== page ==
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Successive Tory governments have abandoned workers

The shadow minister for business, employment rights and levelling up on Labour's plans for economic renewal.

By Justin Madders

Like many areas of life under Conservative Britain, the Tories’ “levelling up” façade has shattered and been exposed for the sham it really is. Despite it being a centrepiece in the Conservatives’ 2019 manifesto, months out from the next election it is clear that Britain has not been levelled up.

Communities across the country have been let down by the Tories’ fundamental lack of ambition and a lack of willingness to affect genuine change.

Too much time and money has been spent on headline-grabbing gimmicks rather than resolving the problems that many of our communities actually face. Instead, through the Tories’ beggingbowl approach, communities have been pitted against each other for relatively small amounts of funding often reflecting Westminster’s priorities. It is no surprise that this has been a resounding failure, as those sitting in Whitehall cannot possibly understand the local conditions in the same way those on the ground do.

Of the money allocated to the funds, not only is very little actually “new” money, but only 10 per cent so far has been spent. The parliamentary cross-party Public Accounts Committee recently judged that the government could not provide “any compelling examples of what had been delivered” by these funds. Given that the UK has some of the highest levels of regional inequality in the OECD, the Tories’ failure to address this is deeply concerning.

It is abundantly clear to me that regional inequality is hurting the pockets of working people, constricting our economy and embedding insecurity into our way of life. Nowhere is this more evident than in the conditions of work. For too long our labour market has been characterised by poor productivity, insecurity, and low pay.

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Successive Tory governments have abandoned workers over the past 14 years. Their stickingplaster politics has failed. They have burdened working people with stagnant wages, leaving the average worker an estimated £14,000 worse off since 2008 due to the pathetic rate of wagegrowth. Near-record numbers of workers, 1.1 million, work on zero-hours contracts, leaving them unable to plan their lives or get enough hours even to pay for the essentials of life.

Insecurity is rife in our modern economy and the problem is only getting worse with increasing numbers of people being dragged into insecure work. The Work Foundation recently estimated that 21.4 per cent of workers, roughly 6.8 million people, were in “severely insecure work”. These are, quite frankly, frightening numbers.

Though I am, unfortunately, not surprised. When I go out and speak to people in surgeries and on the doorstep, I can see that many are now living to work, not working to live. The Conservatives have acted like vandals, dismantling the foundations of a good life. Working hard is no longer a guarantee of a decent income, secure home or even a good quality of life.

The tide will change under a Labour missionled government. Our first mission centres on economic growth, with good jobs and productivity growth in every part of the country making everyone, not just a few, better off.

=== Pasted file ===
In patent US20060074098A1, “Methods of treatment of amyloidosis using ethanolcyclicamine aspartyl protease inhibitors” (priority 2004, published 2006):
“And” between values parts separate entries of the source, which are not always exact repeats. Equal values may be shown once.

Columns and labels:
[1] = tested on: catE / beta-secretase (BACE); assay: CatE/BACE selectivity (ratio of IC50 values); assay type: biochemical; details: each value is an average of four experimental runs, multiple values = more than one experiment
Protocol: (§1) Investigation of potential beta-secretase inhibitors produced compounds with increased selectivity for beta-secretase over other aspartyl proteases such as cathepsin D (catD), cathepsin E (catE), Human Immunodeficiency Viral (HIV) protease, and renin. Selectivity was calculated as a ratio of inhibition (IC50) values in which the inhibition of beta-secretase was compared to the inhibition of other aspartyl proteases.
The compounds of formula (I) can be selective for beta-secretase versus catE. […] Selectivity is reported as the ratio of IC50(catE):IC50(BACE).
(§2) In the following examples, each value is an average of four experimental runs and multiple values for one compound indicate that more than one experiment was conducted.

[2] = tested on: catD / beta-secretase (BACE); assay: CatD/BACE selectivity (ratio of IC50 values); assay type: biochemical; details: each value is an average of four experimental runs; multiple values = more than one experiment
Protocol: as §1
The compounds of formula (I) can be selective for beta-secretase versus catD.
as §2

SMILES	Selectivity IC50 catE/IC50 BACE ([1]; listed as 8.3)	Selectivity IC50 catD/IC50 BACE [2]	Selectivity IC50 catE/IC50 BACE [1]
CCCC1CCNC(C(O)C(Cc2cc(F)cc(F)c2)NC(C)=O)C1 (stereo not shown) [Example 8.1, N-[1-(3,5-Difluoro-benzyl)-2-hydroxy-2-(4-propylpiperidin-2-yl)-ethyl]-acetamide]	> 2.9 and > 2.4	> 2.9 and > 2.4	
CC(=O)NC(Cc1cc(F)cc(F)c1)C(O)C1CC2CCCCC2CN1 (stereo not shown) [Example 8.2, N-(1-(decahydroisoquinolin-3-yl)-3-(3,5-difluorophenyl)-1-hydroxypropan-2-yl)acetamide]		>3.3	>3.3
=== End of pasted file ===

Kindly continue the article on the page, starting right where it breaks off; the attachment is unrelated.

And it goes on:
Core to this mission is implementing our New Deal for Working People, which will ensure that prosperity is built on a foundation of rising pay and better workplace security.

Our New Deal will be front and centre of the next Labour government and we will bring forward legislation to implement it, including an Employment Rights Bill, within 100 days of entering office. Boosting wages, baking security into the workplace, and setting higher standards for everyone to follow will be transformative for workers in every part of the country.

Our New Deal will deliver a genuine living wage for workers, a ban on exploitative zero-hours contracts, an end to the plague of bogus selfemployment, as well as finally providing workers with key basic protections, such as statutory sick pay, from day one. It will be a vision of hope for workers after 14 years of misery under the Tories.

Our plans will not just benefit working people. As both a pro-worker and pro-business party, our plans will be good for businesses and the economy too, ending the Tories’ cycle of low pay, low investment and low productivity. By boosting incomes, strengthening workplace rights so they’re fit for a modern economy and tackling insecure work, we’ll increase productivity, help keep more people in work and create the right conditions for sustained economic growth. Through better enforcement, the New Deal will also create a more level playing field, which will particularly help local businesses, the backbone of regional growth and employment.

The New Deal is just one strand of many interventions a Labour government will take to kickstart economic growth and deliver prosperity to all corners of the country.

It will act in conjunction with our Green Prosperity Plan, our Industrial Strategy, and our plans for local government and greater devolution. On the latter, we will expand devolution further and faster, with our landmark Take Back Control Act providing a clearer framework.

Local growth plans will direct these authorities with devolved powers towards building on their existing economic advantages. Complementing this approach, we will provide the certainty local authorities need through longer-term funding settlements.

This is the difference a Labour government will make. It will be a government focused, from day one, on delivering change that makes people’s lives better from the bottom up.

This article first appeared in a Spotlight print report on Economic Growth, published on 3 May 2024. Read it in full here.

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